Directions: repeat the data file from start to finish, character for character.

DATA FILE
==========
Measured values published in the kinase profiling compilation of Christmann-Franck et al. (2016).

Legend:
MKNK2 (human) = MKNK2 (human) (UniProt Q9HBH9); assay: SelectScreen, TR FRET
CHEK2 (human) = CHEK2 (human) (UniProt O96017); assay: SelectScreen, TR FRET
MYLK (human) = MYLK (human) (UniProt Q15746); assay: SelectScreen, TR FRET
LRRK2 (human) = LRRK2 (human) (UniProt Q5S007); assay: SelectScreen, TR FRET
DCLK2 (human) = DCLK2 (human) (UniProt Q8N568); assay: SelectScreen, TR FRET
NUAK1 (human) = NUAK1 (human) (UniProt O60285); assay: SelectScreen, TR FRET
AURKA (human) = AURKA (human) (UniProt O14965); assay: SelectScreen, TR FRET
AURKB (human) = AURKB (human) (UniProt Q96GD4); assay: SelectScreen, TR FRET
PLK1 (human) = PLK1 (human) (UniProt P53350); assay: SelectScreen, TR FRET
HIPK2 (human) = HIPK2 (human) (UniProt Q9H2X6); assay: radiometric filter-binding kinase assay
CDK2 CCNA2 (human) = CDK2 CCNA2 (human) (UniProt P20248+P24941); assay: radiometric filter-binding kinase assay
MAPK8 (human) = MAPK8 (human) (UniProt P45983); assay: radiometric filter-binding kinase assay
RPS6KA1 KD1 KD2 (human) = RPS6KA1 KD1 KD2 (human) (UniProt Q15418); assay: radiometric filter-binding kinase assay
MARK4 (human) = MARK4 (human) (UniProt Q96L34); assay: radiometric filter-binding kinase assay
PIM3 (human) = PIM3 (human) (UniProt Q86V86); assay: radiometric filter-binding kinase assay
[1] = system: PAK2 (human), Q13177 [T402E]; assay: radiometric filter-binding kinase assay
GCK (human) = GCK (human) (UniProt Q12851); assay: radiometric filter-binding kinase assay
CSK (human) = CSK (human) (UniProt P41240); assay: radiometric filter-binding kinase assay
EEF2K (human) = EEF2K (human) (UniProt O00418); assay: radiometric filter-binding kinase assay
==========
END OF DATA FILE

Measured values published in the kinase profiling compilation of Christmann-Franck et al. (2016).

Legend:
MKNK2 (human) = MKNK2 (human) (UniProt Q9HBH9); assay: SelectScreen, TR FRET
CHEK2 (human) = CHEK2 (human) (UniProt O96017); assay: SelectScreen, TR FRET
MYLK (human) = MYLK (human) (UniProt Q15746); assay: SelectScreen, TR FRET
LRRK2 (human) = LRRK2 (human) (UniProt Q5S007); assay: SelectScreen, TR FRET
DCLK2 (human) = DCLK2 (human) (UniProt Q8N568); assay: SelectScreen, TR FRET
NUAK1 (human) = NUAK1 (human) (UniProt O60285); assay: SelectScreen, TR FRET
AURKA (human) = AURKA (human) (UniProt O14965); assay: SelectScreen, TR FRET
AURKB (human) = AURKB (human) (UniProt Q96GD4); assay: SelectScreen, TR FRET
PLK1 (human) = PLK1 (human) (UniProt P53350); assay: SelectScreen, TR FRET
HIPK2 (human) = HIPK2 (human) (UniProt Q9H2X6); assay: radiometric filter-binding kinase assay
CDK2 CCNA2 (human) = CDK2 CCNA2 (human) (UniProt P20248+P24941); assay: radiometric filter-binding kinase assay
MAPK8 (human) = MAPK8 (human) (UniProt P45983); assay: radiometric filter-binding kinase assay
RPS6KA1 KD1 KD2 (human) = RPS6KA1 KD1 KD2 (human) (UniProt Q15418); assay: radiometric filter-binding kinase assay
MARK4 (human) = MARK4 (human) (UniProt Q96L34); assay: radiometric filter-binding kinase assay
PIM3 (human) = PIM3 (human) (UniProt Q86V86); assay: radiometric filter-binding kinase assay
[1] = system: PAK2 (human), Q13177 [T402E]; assay: radiometric filter-binding kinase assay
GCK (human) = GCK (human) (UniProt Q12851); assay: radiometric filter-binding kinase assay
CSK (human) = CSK (human) (UniProt P41240); assay: radiometric filter-binding kinase assay
EEF2K (human) = EEF2K (human) (UniProt O00418); assay: radiometric filter-binding kinase assay